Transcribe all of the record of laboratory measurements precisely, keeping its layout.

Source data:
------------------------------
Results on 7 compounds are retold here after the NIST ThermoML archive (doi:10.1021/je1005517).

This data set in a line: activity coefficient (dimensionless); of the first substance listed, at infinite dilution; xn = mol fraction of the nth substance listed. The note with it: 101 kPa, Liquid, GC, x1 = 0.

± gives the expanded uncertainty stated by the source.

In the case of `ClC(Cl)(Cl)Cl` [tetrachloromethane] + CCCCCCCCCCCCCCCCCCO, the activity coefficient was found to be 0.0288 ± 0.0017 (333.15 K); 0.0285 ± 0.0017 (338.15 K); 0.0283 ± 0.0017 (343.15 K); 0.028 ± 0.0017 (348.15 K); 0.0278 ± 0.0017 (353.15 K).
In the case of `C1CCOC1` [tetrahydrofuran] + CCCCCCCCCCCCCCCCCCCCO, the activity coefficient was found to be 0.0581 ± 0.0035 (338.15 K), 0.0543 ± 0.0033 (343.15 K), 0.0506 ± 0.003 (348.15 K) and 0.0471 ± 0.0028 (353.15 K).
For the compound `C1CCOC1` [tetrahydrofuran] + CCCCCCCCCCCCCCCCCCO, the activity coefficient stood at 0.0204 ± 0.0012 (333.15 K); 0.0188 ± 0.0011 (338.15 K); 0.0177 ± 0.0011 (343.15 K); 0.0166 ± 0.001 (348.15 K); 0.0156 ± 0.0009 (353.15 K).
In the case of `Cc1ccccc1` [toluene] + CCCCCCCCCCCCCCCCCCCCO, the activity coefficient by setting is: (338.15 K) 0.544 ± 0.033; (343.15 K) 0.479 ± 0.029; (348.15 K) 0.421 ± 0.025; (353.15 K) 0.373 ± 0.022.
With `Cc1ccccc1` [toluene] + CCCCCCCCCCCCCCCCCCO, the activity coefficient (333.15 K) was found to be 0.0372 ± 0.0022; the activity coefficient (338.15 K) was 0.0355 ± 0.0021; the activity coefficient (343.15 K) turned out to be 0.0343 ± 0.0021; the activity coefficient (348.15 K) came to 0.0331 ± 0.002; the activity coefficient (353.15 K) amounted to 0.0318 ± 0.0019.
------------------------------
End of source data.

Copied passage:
Results on 7 compounds are retold here after the NIST ThermoML archive (doi:10.1021/je1005517).

This data set in a line: activity coefficient (dimensionless); of the first substance listed, at infinite dilution; xn = mol fraction of the nth substance listed. The note with it: 101 kPa, Liquid, GC, x1 = 0.

± gives the expanded uncertainty stated by the source.

In the case of `ClC(Cl)(Cl)Cl` [tetrachloromethane] + CCCCCCCCCCCCCCCCCCO, the activity coefficient was found to be 0.0288 ± 0.0017 (333.15 K); 0.0285 ± 0.0017 (338.15 K); 0.0283 ± 0.0017 (343.15 K); 0.028 ± 0.0017 (348.15 K); 0.0278 ± 0.0017 (353.15 K).
In the case of `C1CCOC1` [tetrahydrofuran] + CCCCCCCCCCCCCCCCCCCCO, the activity coefficient was found to be 0.0581 ± 0.0035 (338.15 K), 0.0543 ± 0.0033 (343.15 K), 0.0506 ± 0.003 (348.15 K) and 0.0471 ± 0.0028 (353.15 K).
For the compound `C1CCOC1` [tetrahydrofuran] + CCCCCCCCCCCCCCCCCCO, the activity coefficient stood at 0.0204 ± 0.0012 (333.15 K); 0.0188 ± 0.0011 (338.15 K); 0.0177 ± 0.0011 (343.15 K); 0.0166 ± 0.001 (348.15 K); 0.0156 ± 0.0009 (353.15 K).
In the case of `Cc1ccccc1` [toluene] + CCCCCCCCCCCCCCCCCCCCO, the activity coefficient by setting is: (338.15 K) 0.544 ± 0.033; (343.15 K) 0.479 ± 0.029; (348.15 K) 0.421 ± 0.025; (353.15 K) 0.373 ± 0.022.
With `Cc1ccccc1` [toluene] + CCCCCCCCCCCCCCCCCCO, the activity coefficient (333.15 K) was found to be 0.0372 ± 0.0022; the activity coefficient (338.15 K) was 0.0355 ± 0.0021; the activity coefficient (343.15 K) turned out to be 0.0343 ± 0.0021; the activity coefficient (348.15 K) came to 0.0331 ± 0.002; the activity coefficient (353.15 K) amounted to 0.0318 ± 0.0019.